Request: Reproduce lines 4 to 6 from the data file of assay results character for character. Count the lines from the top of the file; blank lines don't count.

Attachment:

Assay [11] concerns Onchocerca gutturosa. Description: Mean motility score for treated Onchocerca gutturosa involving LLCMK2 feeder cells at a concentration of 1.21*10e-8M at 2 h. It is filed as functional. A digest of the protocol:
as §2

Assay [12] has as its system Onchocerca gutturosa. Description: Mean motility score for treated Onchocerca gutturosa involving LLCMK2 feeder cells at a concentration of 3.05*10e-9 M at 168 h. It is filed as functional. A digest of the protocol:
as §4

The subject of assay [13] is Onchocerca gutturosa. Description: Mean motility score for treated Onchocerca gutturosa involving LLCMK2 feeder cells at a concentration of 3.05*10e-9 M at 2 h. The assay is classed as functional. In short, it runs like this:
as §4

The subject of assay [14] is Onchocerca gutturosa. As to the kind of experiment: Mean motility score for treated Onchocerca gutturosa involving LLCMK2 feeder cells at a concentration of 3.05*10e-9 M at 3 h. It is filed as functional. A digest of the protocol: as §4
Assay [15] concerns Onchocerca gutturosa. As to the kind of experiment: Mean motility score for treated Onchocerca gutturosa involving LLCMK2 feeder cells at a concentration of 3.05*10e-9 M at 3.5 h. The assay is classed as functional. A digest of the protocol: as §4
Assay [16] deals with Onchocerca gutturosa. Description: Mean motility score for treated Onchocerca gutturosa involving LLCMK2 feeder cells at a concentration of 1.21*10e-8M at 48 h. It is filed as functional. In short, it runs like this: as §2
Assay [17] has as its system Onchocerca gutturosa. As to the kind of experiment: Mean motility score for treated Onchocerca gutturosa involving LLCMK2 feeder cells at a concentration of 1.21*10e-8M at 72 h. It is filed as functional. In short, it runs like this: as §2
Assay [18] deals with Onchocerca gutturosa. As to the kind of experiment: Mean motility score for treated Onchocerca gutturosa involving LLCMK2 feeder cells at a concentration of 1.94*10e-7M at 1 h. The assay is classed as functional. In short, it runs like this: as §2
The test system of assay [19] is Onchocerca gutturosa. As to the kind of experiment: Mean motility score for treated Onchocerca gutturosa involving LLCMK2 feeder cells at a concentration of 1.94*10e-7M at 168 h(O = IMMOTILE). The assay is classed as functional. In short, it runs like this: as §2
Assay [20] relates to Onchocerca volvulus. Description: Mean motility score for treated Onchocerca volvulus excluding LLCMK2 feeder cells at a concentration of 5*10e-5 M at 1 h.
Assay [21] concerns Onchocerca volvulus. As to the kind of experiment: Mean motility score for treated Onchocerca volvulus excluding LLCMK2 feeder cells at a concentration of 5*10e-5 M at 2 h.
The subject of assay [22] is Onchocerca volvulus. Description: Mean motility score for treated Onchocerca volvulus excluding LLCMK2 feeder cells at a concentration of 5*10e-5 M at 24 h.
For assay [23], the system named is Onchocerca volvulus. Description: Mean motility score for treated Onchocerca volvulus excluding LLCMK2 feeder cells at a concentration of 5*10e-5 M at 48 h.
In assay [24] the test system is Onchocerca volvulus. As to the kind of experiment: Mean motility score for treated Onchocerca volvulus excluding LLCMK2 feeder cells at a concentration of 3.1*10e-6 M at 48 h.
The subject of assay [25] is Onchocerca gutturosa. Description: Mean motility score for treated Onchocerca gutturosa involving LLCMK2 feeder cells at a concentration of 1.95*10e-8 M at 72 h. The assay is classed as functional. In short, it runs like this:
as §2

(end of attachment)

as §4

The subject of assay [13] is Onchocerca gutturosa. Description: Mean motility score for treated Onchocerca gutturosa involving LLCMK2 feeder cells at a concentration of 3.05*10e-9 M at 2 h. The assay is classed as functional. In short, it runs like this:
as §4